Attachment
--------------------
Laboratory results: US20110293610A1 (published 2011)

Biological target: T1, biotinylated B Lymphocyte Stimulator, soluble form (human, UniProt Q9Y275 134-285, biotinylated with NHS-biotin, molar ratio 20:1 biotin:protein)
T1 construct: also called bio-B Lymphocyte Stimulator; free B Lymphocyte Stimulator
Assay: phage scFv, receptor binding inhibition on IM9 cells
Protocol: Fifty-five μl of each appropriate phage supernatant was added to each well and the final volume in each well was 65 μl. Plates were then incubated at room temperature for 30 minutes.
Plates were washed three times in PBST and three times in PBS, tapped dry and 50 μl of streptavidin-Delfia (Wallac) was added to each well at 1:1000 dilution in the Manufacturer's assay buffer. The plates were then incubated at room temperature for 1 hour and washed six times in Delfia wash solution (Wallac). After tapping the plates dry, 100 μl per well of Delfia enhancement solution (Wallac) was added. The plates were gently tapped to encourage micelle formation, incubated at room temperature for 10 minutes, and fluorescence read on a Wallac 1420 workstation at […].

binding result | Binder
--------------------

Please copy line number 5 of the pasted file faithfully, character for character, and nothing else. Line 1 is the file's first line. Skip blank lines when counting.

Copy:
Protocol: Fifty-five μl of each appropriate phage supernatant was added to each well and the final volume in each well was 65 μl. Plates were then incubated at room temperature for 30 minutes.